In 2013 and 2014, workshops were held at Highlander Research and Education Center that explored the topics of authentic leadership and popular education. The participants shared their experiences through reflective writing upon completion of the workshops and approximately a year following. These reflections were developed into a case study. This…

  17. Key-socio economic factors influencing sustainable land management investments in the West Usambara Highlands, Tanzania

    NARCIS (Netherlands)

    Nyanga, A.W.; Kessler, C.A.; Tenge, A.J.M.

    2016-01-01

    Low investments in sustainable land management (SLM) limit agricultural production in the East African Highlands, leading to increased soil erosion, low productivity of land and food insecurity. Recent studies in the region show that different socio-economic factors influence SLM investments by

  18. 76 FR 80424 - Highland Capital Management, L.P., et al.; Notice of Application

    Science.gov (United States)

    2011-12-23

    ... Portfolio Securities as a result of the rebalancing of an Underlying Index. A tradable round lot will be the... Highland Senior Loan Portfolio, (``Initial Fund'') whose performance will correspond generally to the price... a portfolio of securities (``Portfolio Securities'') selected to correspond generally to the price...

  19. 78 FR 41891 - Proposed Establishment of the Upper Hiwassee Highlands Viticultural Area

    Science.gov (United States)

    2013-07-12

    ... neither an approval nor an endorsement by TTB of the wine produced in that area. Requirements Section 4.25... gorges. To the west, below the Hiwassee Dam, are a series of lower ridges, mountains, and deep, narrow... Hiwassee Highlands viticultural area also has significantly shallower slope angles. According to the slope...

  20. Tropical Cyclone Report, 1988

    Science.gov (United States)

    1988-01-01

    Cmdr. David Gray; National Weather Service 5. Cooperation with the Naval Environmental Pacific Region for the startup of 24-hour operatiois at Ponape...0.1 27.7 TOTAL CASES 3 1 1 4 12 27 54 56 30 25 7 1 221 * (GRAY, 1979) TABLE 4-3 ANNUAL VARIATION C SOTR MUSHER TROPICAL CYCLOUZ BY O(EN BASIN SOUTH

  1. Utilization of tropical rabbits

    African Journals Online (AJOL)

    5,0' a,b"differ (P<0,05) for reproducing rabbits, and may aid the prevention of enteric diseases. In Trial 3, ADG of several tropical legumes was the same as that obtained with alfalfa (Table 3). Gains with guinea grass, cassava, stylosanthes and the winged bean were lower than with alfalfa. Digestibilityof the protein and fibre ...

  2. [Tropical sprue (author's transl)].

    Science.gov (United States)

    Gras, C; Chapoy, P; Aubry, P

    1981-01-01

    Tropical sprue is a disease of the small intestine characterized by a malabsorption syndrome with a subtotal or partial mucosal atrophy. It is observed in Asia and Central America. It appears to be rare in Africa but its real frequency is unknown as small bowel biopsys are not routinely done. Bacterial overgrowth as well as giardiasis may be trigger factors of the disease the pathogenesis of which is still incompletely understood. The disease beginning as chronic diarrhea is later on characterized by an aphtoïd stomatitis and a macrocytic anemia. Treatment with antibiotics and folic acid is efficient and has a diagnostic value. If treatment is started lately, vitamin B 12 is then also necessary. In any intestinal syndrome observed in tropical areas without an ascertained etiologic diagnosis, peroral biopsie of the small intestine is requested. However, with the use of pediatric endoscope it will be possible to appreciate the respective incidence of tropical sprue and asymptomatic tropical sprue in Africa South of the Sahara.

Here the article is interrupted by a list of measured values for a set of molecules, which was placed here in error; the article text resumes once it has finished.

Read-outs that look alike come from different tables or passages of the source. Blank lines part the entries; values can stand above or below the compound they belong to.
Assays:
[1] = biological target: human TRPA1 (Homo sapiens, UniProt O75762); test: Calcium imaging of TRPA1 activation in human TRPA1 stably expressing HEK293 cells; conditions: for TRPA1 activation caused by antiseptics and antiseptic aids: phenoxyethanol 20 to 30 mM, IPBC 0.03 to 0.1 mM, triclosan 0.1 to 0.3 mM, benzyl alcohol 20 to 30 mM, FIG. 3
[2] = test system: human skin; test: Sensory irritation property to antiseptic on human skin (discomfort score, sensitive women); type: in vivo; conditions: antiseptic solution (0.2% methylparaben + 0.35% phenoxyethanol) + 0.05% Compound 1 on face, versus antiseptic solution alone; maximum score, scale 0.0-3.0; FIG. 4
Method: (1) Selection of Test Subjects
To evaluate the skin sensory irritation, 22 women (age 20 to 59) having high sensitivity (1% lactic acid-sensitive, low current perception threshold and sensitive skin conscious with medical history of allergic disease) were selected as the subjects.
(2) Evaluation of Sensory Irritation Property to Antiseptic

3. Securing tropical forest carbon

    DEFF Research Database (Denmark)

    Scharlemann, Jörn P. W.; Kapos, Valerie; Campbell, Alison

    2010-01-01

    Forest loss and degradation in the tropics contribute 6-17% of all greenhouse gas emissions. Protected areas cover 217.2 million ha (19.6%) of the world's humid tropical forests and contain c. 70.3 petagrams of carbon (Pg C) in biomass and soil to 1 m depth. Between 2000 and 2005, we estimate...... that 1.75 million ha of forest were lost from protected areas in humid tropical forests, causing the emission of 0.25-0.33 Pg C. Protected areas lost about half as much carbon as the same area of unprotected forest. We estimate that the reduction of these carbon emissions from ongoing deforestation...... in protected sites in humid tropical forests could be valued at USD 6,200-7,400 million depending on the land use after clearance. This is >1.5 times the estimated spending on protected area management in these regions. Improving management of protected areas to retain forest cover better may be an important...